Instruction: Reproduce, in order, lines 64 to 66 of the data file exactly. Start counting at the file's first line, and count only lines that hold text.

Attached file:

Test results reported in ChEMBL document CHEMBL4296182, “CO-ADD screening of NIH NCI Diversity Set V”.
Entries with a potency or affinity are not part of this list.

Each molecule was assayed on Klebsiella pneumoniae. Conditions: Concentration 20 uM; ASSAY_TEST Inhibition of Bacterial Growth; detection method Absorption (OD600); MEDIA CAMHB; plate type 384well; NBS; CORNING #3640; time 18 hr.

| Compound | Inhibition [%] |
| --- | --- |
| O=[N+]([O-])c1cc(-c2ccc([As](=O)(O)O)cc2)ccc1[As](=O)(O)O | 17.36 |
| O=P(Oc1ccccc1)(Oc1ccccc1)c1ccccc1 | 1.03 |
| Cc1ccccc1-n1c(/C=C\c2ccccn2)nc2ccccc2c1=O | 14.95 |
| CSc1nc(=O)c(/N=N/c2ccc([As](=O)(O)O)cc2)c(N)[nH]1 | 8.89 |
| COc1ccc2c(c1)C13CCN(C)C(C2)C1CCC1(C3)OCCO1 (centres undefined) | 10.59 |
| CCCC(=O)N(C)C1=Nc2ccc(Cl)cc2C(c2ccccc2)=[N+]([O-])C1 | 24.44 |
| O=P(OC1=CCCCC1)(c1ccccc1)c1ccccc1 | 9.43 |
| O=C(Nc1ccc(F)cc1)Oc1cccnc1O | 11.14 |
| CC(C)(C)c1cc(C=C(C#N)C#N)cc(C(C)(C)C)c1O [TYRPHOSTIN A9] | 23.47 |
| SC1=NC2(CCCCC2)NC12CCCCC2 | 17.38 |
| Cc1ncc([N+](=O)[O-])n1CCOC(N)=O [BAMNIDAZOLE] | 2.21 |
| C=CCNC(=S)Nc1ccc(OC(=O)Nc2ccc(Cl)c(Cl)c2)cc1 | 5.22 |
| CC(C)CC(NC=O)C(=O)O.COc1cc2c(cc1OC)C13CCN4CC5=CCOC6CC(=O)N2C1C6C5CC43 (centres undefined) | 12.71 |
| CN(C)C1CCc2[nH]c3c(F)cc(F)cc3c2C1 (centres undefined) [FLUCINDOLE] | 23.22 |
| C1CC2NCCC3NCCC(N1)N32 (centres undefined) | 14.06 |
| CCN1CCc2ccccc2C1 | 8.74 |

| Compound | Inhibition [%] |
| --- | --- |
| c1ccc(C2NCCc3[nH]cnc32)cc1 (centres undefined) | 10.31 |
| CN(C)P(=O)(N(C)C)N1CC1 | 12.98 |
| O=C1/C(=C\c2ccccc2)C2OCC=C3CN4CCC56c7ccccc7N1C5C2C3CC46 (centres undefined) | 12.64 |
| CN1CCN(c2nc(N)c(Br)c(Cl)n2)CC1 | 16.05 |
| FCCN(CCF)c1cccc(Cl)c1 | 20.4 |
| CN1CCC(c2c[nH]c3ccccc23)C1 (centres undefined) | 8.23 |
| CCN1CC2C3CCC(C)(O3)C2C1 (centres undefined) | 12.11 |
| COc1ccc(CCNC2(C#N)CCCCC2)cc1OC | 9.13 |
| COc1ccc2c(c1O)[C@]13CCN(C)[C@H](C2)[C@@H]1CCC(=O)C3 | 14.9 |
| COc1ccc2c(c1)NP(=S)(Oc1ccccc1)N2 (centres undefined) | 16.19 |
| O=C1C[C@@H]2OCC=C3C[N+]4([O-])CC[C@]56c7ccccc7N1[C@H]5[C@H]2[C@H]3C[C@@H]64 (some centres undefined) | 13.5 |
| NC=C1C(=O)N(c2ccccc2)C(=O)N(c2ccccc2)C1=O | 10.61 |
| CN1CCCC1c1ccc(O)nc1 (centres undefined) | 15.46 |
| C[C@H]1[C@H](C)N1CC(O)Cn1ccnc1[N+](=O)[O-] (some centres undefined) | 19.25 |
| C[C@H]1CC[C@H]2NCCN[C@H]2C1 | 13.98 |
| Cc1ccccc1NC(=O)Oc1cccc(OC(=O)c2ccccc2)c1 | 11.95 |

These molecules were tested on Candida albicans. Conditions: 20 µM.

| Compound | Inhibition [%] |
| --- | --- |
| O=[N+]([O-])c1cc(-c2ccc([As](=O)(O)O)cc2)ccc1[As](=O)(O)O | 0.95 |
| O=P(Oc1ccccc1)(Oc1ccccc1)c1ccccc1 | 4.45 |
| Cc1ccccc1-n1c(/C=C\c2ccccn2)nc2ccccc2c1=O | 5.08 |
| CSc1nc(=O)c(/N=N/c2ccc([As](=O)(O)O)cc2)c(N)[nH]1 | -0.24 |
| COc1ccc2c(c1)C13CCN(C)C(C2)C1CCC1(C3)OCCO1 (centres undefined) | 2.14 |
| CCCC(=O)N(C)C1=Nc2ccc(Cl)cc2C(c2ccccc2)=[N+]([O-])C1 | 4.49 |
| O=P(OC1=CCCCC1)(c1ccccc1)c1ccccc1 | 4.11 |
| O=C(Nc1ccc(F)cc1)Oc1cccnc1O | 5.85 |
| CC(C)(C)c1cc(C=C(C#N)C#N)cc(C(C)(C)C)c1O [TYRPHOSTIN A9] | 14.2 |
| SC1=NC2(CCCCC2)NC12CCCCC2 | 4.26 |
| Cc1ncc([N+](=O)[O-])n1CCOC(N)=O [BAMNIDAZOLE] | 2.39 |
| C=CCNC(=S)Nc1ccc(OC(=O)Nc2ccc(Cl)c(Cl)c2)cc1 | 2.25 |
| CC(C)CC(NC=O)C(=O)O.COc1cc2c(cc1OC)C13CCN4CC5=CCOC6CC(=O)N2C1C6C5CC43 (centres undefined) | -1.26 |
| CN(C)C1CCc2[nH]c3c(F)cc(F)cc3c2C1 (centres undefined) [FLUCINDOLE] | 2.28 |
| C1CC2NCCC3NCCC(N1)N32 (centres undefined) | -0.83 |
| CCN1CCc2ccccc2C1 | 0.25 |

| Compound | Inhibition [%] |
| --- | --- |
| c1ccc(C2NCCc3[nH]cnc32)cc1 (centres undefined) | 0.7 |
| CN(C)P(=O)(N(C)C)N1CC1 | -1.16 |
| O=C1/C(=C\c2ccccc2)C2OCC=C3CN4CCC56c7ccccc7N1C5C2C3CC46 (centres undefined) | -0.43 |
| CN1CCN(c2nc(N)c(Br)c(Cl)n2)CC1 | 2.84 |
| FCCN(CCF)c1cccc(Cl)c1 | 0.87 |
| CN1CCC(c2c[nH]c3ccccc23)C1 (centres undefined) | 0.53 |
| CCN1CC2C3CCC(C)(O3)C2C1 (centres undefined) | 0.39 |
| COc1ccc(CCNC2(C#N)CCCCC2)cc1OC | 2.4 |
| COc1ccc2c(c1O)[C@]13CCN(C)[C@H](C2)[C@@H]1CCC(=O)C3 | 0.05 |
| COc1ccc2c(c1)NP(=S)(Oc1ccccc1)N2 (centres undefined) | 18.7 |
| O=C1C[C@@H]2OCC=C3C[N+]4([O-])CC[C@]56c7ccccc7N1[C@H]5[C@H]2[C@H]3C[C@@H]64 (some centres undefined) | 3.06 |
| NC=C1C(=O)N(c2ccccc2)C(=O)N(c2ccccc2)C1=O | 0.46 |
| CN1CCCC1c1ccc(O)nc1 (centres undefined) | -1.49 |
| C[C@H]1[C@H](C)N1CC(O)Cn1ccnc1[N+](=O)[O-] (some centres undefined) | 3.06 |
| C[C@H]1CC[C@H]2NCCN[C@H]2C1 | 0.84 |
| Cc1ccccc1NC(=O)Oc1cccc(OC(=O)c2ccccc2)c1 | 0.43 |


| CN1CCN(c2nc(N)c(Br)c(Cl)n2)CC1 | 2.84 |
| FCCN(CCF)c1cccc(Cl)c1 | 0.87 |
| CN1CCC(c2c[nH]c3ccccc23)C1 (centres undefined) | 0.53 |